Pleiades is a petascale supercomputer housed at the NASA Advanced Supercomputing (NAS) facility at NASA's Ames Research Center located at Moffett Field near Mountain View, California. It is maintained by NASA and partners Hewlett Packard Enterprise and Intel.
The National University of Defense Technology is a national public research university headquartered in Changsha, Hunan, China. With the predecessor founded in 1953 as the People's Liberation Army Military Academy of Engineering (中国人民解放军军事工程学院) in Harbin, the institution was officially established in 1978 in Changsha by Deng Xiaoping and is now directly affiliated with the Central Military Commission.
Jaguar or OLCF-2 was a petascale supercomputer built by Cray at Oak Ridge National Laboratory (ORNL) in Oak Ridge, Tennessee. The massively parallel Jaguar had a peak performance of just over 1,750 teraFLOPS. It had 224,256 x86-based AMD Opteron processor cores, and operated with a version of Linux called the Cray Linux Environment. Jaguar was a Cray XT5 system, a development from the Cray XT4 supercomputer.
Exascale computing refers to computing systems capable of calculating at least "1018 IEEE 754 Double Precision (64-bit) operations (multiplications and/or additions) per second (exaFLOPS)"; it is a measure of supercomputer performance.
Nebulae is a petascale supercomputer located at the National Supercomputing Center in Shenzhen, Guangdong, China. Built from a Dawning TC3600 Blade system with Intel Xeon X5650 processors and Nvidia Tesla C2050 GPUs, it has a peak performance of 1.271 petaflops using the LINPACK benchmark suite. Nebulae was ranked the second most powerful computer in the world in the June 2010 list of the fastest supercomputers according to TOP500. Nebulae has a theoretical peak performance of 2.9843 petaflops. This computer is used for multiple applications requiring advanced processing capabilities. It is ranked 10th among the June 2012 list of top500.org.
The National Supercomputing Center of Tianjin is a supercomputing facility located at the National Defense Science and Technology University in Tianjin, China. One of the fastest supercomputers in the world, Tianhe-1A, is located at the facility.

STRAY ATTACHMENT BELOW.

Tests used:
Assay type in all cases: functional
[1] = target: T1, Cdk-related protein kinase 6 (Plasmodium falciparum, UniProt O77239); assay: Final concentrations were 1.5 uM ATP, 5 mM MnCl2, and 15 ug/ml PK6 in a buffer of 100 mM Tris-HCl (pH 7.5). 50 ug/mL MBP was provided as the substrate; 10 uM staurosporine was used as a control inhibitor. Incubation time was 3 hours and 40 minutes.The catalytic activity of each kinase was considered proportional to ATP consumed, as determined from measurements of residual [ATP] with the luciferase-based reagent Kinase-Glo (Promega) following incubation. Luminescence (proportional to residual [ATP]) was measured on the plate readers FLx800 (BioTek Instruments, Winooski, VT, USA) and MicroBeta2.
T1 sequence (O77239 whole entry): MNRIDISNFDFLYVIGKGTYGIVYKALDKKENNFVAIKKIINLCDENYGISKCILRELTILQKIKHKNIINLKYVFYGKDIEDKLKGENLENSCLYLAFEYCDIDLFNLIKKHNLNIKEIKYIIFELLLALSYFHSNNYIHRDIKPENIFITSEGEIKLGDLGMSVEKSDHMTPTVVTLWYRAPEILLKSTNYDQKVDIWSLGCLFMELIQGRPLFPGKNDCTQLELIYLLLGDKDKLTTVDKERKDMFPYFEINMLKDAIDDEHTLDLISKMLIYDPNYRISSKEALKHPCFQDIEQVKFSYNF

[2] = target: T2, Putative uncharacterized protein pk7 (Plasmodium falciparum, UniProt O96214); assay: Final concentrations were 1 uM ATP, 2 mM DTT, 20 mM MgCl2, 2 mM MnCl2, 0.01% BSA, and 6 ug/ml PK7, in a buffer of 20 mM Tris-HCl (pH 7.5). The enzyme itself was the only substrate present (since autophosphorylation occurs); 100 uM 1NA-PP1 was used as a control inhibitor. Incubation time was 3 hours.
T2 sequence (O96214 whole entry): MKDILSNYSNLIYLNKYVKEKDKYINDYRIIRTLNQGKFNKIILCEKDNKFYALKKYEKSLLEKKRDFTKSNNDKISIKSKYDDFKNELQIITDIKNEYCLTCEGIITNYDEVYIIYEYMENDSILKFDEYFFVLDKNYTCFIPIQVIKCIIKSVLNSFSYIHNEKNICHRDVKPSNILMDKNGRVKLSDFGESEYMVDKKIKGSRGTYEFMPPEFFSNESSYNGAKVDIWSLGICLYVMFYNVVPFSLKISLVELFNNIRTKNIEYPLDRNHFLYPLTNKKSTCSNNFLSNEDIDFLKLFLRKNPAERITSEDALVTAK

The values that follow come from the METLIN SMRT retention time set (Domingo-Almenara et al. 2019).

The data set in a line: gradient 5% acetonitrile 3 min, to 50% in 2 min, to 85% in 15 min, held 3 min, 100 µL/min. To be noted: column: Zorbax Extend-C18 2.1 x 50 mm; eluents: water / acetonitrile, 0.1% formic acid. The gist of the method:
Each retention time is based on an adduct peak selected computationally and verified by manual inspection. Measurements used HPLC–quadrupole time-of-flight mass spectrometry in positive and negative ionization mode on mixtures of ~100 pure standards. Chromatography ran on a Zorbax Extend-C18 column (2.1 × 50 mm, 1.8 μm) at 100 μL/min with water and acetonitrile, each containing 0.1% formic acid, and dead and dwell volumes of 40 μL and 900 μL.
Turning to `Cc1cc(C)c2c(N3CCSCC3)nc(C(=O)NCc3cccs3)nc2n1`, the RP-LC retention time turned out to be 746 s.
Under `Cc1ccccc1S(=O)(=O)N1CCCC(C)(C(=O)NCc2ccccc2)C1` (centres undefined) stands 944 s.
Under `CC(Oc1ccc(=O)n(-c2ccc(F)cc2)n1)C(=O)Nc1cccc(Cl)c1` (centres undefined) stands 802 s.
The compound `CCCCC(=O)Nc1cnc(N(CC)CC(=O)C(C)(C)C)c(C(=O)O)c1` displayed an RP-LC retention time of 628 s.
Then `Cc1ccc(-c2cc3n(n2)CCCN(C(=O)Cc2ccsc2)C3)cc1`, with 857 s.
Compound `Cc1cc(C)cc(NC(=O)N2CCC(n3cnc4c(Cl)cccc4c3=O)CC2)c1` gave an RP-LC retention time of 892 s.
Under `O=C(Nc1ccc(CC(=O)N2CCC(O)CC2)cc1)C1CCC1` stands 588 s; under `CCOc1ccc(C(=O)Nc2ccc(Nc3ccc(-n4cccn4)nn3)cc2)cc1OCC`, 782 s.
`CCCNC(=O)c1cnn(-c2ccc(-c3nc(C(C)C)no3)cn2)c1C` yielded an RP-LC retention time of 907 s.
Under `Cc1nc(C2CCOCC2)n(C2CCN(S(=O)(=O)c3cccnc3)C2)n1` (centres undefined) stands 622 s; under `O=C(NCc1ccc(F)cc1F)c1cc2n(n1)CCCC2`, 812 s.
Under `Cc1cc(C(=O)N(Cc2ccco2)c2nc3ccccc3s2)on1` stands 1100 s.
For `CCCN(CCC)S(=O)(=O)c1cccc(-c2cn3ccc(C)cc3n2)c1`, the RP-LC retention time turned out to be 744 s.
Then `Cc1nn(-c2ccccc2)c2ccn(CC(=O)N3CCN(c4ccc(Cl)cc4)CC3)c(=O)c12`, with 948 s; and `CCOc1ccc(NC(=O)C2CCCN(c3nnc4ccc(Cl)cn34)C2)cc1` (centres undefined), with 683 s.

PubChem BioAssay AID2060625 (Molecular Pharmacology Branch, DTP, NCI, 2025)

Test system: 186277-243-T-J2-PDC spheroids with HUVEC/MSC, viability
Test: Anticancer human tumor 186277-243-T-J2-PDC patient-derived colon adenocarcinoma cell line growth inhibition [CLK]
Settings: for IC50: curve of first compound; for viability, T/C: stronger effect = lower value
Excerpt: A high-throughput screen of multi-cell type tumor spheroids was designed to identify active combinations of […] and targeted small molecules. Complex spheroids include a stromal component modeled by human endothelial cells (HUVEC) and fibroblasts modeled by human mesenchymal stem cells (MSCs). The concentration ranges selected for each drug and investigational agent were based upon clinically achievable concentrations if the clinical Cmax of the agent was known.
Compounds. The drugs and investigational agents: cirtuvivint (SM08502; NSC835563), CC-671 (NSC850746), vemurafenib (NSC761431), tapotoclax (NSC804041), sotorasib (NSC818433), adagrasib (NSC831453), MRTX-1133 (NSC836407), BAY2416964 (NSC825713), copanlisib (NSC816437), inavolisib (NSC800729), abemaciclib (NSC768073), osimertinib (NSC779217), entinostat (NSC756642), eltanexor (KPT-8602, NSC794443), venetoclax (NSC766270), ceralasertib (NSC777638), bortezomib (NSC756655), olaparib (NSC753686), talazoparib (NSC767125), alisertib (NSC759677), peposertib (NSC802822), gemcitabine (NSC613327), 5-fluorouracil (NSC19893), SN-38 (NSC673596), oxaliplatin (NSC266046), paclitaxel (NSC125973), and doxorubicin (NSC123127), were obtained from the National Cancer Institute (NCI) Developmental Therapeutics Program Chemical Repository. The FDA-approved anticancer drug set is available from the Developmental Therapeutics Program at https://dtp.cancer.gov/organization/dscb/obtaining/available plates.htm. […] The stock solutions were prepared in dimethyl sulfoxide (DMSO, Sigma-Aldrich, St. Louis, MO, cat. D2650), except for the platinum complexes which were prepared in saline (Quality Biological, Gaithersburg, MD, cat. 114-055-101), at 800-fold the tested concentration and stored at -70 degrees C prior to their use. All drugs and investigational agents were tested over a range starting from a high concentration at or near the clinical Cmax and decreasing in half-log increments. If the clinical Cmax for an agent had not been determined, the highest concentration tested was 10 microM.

China operates a number of supercomputer centers which, altogether, hold 29.3% performance share of the world's fastest 500 supercomputers. China's Sunway TaihuLight ranks third in the TOP500 list.
The K computer – named for the Japanese word/numeral "kei" (京), meaning 10 quadrillion (1016) – was a supercomputer manufactured by Fujitsu, installed at the Riken Advanced Institute for Computational Science campus in Kobe, Hyōgo Prefecture, Japan. The K computer was based on a distributed memory architecture with over 80,000 compute nodes. It was used for a variety of applications, including climate research, disaster prevention and medical research. The K computer's operating system was based on the Linux kernel, with additional drivers designed to make use of the computer's hardware.
Several centers for supercomputing exist across Europe, and distributed access to them is coordinated by European initiatives to facilitate high-performance computing. One such initiative, the HPC Europa project, fits within the Distributed European Infrastructure for Supercomputing Applications (DEISA), which was formed in 2002 as a consortium of eleven supercomputing centers from seven European countries. Operating within the CORDIS framework, HPC Europa aims to provide access to supercomputers across Europe.